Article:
May I Have Your Attention?

There are lots of ways the Lord speaks to us—through His Word, through His Spirit, through creation, through songs and hymns, through sermons and books, through circumstances, and often through a combination of these.

One of the ways He can really get my attention is when He says the same thing in a bunch of different ways through a bunch of different sources. You probably know what I mean—you hear something on Christian radio, and it resonates. Your pastor preaches about it on Sunday. Your friend emails you an article he “thought you might be interested in,” and you open your Bible, and there it is again.

Well, that’s happening to me. I think God has to use the sideways approach with me on this one because it’s a topic I am not really begging Him to talk to me about—suffering and brokenness. But He wants me to hear, and He has His ways of getting my ear. Rather than try to describe it to you, I’ll just quote some of the things He’s been saying to me through others.

Through Sinclair Ferguson in his book, A Heart for God:

“[God] is for us and therefore, ultimately, none of our difficult circumstances can be against us. . . . We may think that severity is inconsistent with what we know of God’s gentleness and compassion. But that is because we do not understand how seriously God loves us, and how determined He is that we should have His best, even if it means pain. . . . Beginning with the fact that God works everything together for our good in accordance with His purpose, we could reflect on what His purpose is, and on the different way He seems to be bringing it to pass in our lives” (pages 134, 135, 141).

Through Pastor Matt Heard of Woodmen Valley Chapel (message given in Colorado Springs on January 31, 2013):

“Courage finds its context in the presence of fear—otherwise there is no need for courage. . . . The beauty of the gospel is its resilience in the face of [a broken and fallen world].”

Through a study in Ephesians by Community Bible Study:

“The Greek word for bear with means to endure or to put up with, which seems like a very unglamorous virtue, but a virtue it is. Like a muscle that must be exercised to make it strong, ‘bearing with one another in love’ thrives on a good workout. . . . It might be said that difficult relationships or situations are the essential ingredient—the very building material—that God uses to build the character of His children” (page 90).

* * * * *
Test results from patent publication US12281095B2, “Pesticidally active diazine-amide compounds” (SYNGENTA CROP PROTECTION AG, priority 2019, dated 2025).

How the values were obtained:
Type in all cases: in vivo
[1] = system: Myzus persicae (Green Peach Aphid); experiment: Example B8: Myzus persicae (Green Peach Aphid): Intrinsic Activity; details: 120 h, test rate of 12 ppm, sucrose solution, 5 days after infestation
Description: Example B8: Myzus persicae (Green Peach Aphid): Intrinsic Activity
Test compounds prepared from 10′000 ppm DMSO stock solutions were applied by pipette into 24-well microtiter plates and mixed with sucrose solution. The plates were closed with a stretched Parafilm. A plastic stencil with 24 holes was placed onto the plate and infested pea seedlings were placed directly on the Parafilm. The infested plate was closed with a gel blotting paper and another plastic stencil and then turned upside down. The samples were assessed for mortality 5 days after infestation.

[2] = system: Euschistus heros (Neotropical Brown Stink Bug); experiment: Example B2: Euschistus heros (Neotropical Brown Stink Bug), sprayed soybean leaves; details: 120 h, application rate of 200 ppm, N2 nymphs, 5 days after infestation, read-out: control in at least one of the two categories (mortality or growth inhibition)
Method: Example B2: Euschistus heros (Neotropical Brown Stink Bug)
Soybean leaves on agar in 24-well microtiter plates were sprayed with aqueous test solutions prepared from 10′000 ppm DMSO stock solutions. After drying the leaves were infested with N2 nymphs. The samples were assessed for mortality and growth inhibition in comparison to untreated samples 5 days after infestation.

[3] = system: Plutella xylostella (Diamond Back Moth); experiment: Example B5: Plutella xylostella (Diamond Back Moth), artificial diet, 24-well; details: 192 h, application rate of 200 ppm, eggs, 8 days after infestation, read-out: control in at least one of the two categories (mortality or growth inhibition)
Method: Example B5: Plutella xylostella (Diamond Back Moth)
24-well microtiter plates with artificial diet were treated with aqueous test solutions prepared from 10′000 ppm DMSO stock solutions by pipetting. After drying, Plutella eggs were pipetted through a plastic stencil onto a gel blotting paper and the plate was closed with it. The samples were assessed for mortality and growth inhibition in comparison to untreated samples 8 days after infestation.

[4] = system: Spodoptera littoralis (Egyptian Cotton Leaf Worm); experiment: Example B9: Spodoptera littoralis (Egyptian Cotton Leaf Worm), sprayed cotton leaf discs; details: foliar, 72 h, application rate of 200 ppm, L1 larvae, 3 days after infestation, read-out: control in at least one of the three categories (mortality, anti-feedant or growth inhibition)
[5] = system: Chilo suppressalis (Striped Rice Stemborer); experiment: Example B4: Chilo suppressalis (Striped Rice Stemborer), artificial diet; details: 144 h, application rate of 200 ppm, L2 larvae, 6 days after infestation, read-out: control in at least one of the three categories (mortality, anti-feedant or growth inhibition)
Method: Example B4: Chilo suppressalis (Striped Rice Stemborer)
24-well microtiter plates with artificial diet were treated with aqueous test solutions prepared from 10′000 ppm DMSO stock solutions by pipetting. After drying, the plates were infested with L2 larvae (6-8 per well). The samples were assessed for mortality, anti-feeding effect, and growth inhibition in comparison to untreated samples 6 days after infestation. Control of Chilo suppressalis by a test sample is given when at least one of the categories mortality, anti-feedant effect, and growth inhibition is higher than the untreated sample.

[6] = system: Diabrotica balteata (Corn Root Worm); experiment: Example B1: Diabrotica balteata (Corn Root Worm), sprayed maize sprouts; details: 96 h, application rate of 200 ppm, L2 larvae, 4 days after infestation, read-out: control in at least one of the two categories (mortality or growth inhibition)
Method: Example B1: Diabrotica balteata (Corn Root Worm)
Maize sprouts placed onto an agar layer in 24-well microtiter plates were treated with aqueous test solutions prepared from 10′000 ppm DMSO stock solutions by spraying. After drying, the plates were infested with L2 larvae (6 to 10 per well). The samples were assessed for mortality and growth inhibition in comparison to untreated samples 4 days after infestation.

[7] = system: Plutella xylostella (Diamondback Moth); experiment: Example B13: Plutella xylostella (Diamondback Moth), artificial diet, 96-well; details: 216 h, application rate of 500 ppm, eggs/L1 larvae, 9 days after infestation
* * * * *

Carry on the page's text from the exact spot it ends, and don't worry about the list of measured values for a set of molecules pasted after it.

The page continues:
Through Henri Nouwen in his book, Life of the Beloved:

“The deep truth is that our human suffering need not be an obstacle to the joy and peace we so desire, but can become, instead, the means to it. . . .

Physical, mental, or emotional pain lived under the blessing [of being God’s beloved] is experienced in ways radically different from physical, mental, or emotional pain lived under the curse. Even a small burden, perceived as a sign of our worthlessness, can lead us to deep depression. However, great and heavy burdens become light and easy when they are lived in the light of blessing.

What seemed intolerable becomes a challenge. What seemed a reason for depression becomes a source of purification. What seemed punishment because a gentle pruning. What seemed rejection becomes a way to deeper communion. And so the great task become that of allowing the blessing to touch is in our brokenness. Then our brokenness will gradually come to be seen as an opening toward the full acceptance of ourselves to the beloved. This explains why true joy can be experienced in the midst of great suffering . . . the beloved can experience suffering as a way to the deeper community for which they yearn” (pages 96, 97, 98, 99).

Through Jesus:

“‘I have told you these things, so that in me you may have peace. In this world you will have trouble. But take heart! I have overcome the world’” (John 16:33).

Do you see what I mean? I suppose there might be at least two possible take aways from this post. First, if you are struggling in some painful circumstance, maybe God will use something I’ve quoted here to encourage you to find blessing even in the brokenness. Second, if you’re not experiencing anything hard right, now, maybe this will just be a reminder to keep your ears open. If you keep hearing the same message over and over again, that just might be God trying to get your attention.

One thought on “May I Have Your Attention?

  1. Bob Yates says:

    You have my attention and this one hits the mark! Have been learning to trust God daily regardless of the external circumstances. As we stumble through the challenges of life, our dependence grows stronger on Him. Agree with Matt Heard’s comments and John 16:33 has been a life changing verse for me. Blessings as you press on toward the prize.

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